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Hi! Welcome back! One of the first steps in preparing for your home buying journey is to review and manage your credit profile. This is actually a good exercise to do annually to assure that you have a good understanding of your credit profile, and to make sure there are no erroneous reports attributed to your accounts.
Managing your credit profile is crucial when preparing to buy a house. A strong credit profile can help you qualify for better mortgage rates and terms. Here are some key considerations:
Check Your Credit Report:
Obtain a copy of your credit report from each of the major credit bureaus (Equifax, Experian, TransUnion). You can obtain a copy of your report, free of charge, on an annual basis from www.FreeCreditReport.com.
Recent reporting has stated that as many as 1 in 4 US consumers have an erroneous issue reported on their credit report, which can be detrimental to your credit score, as well as possibly leading to identity theft.
Review the reports for any errors or discrepancies and address them promptly. This will require communicating with the entity reporting the issue and then reporting the results to each credit reporting company. This effort can obviously take an extended period, but lenders can sometimes credit you for verified issue corrections, even if they haven’t made it into the credit reporting agencies.
Check Your Credit Score:
Understand your credit score, as it plays a significant role in mortgage approval and interest rates. Aim for a score of 700 or above for the best mortgage options. However, government backed FHA loans can accommodate credit scores in the high 500’s and above. You can usually obtain your credit score from an online banking account, from supplemental sites like CreditKarma.com, or directly on the credit reporting agency sites.
Factors that are considered when calculating your credit score:
Debt-to-Income Ratio (DTI):
Lenders assess your ability to handle mortgage payments by evaluating your DTI. To determine your DTI, take your total monthly expenses, and divide it by your total monthly income, from all reportable sources. Good rule of thumb is to have no more than 39% to 45% as a maximum. You can lower your DTI by paying off existing debts and/or increasing your income.
There are a few other tips that might help to improve your credit in the short term. They are:
Consistently make on-time payments for all your credit accounts, including credit cards, loans, and utilities.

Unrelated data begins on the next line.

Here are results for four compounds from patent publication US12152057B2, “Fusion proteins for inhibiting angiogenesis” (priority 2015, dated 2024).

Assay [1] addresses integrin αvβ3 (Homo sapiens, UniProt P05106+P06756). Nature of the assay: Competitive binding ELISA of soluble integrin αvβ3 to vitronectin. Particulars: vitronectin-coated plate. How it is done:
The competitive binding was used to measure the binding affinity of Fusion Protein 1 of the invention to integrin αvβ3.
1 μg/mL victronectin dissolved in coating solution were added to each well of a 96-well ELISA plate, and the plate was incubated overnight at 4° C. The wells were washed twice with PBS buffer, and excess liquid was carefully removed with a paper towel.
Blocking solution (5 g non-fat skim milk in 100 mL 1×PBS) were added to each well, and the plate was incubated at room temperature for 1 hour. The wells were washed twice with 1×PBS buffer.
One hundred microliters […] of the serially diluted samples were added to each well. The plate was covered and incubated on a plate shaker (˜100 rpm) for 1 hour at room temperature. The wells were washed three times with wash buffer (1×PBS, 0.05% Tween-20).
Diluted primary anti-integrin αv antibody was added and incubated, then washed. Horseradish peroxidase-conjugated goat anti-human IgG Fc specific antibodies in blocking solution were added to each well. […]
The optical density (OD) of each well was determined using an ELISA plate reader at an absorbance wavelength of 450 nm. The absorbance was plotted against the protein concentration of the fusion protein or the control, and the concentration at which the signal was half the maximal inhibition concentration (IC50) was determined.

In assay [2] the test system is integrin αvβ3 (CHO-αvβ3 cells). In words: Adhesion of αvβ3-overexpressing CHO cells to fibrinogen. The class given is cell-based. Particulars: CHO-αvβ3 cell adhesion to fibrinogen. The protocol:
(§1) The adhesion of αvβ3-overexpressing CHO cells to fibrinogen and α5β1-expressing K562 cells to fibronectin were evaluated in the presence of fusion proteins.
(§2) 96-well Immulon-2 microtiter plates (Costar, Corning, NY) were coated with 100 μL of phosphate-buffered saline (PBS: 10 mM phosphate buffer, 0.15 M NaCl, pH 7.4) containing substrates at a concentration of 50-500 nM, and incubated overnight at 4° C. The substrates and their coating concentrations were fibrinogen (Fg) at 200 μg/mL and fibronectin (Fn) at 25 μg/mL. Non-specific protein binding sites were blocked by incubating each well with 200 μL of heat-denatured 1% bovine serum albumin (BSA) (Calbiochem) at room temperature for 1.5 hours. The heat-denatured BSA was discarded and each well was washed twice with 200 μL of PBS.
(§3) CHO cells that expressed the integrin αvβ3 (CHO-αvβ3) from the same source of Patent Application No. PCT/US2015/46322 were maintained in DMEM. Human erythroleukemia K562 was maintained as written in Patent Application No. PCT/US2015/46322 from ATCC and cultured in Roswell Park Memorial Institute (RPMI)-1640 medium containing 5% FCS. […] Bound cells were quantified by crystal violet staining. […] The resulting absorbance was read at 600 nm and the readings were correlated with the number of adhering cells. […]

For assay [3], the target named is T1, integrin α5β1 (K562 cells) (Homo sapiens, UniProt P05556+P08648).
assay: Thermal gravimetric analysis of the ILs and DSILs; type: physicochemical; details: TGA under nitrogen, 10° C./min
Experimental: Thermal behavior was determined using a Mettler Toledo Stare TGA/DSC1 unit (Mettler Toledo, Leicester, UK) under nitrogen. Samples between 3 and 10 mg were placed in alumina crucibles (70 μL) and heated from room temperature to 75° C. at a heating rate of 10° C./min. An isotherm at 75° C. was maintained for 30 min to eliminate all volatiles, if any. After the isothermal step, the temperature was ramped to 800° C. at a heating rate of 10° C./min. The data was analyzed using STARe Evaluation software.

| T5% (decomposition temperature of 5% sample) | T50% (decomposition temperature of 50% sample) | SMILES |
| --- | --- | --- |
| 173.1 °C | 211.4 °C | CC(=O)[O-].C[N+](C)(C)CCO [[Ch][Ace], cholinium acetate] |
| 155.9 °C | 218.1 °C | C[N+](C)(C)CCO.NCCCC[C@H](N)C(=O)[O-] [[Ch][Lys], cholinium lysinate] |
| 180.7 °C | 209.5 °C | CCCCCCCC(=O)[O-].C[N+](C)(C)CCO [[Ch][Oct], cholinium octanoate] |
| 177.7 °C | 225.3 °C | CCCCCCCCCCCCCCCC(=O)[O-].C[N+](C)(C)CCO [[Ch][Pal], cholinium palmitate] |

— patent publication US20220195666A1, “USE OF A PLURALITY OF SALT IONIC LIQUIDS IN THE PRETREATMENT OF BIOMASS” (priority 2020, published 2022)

Credit Card Balances:
Keep credit card balances low, optimally 10%, relative to your credit limit. High credit utilization can negatively impact your credit score.
Avoid Opening New Credit Accounts:
Opening new credit accounts shortly before applying for a mortgage can temporarily lower your credit score.
Avoid Closing Paid Off Credit Accounts:
A longer credit history is generally favorable. You may be tempted to close an account after having paid the balance. Closing accounts also removes your available credit which will negatively impact your credit score.
Think about your credit mix. Having a mix of credit types (credit cards, installment loans) can positively impact your credit score.
Consult a Mortgage Professional:
Seek advice from a mortgage professional who can provide personalized guidance based on your financial situation.
Remember, the goal is to present a strong financial profile to lenders, increasing your chances of securing a favorable mortgage for your home purchase. It’s advisable to start preparing well in advance to address any issues and optimize your credit profile.
If you have any questions or would like to obtain the contact information of a proven & reliable mortgage professional, please contact me. Most mortgage professionals are happy to work with you free of charge & with no obligation. I’ll be happy to let you know a few people that I have had many positive experiences working with!
Thank you for your time. This is Tom Leber with Homeward Real Estate’s Full Sale Team
Seminole Heights Living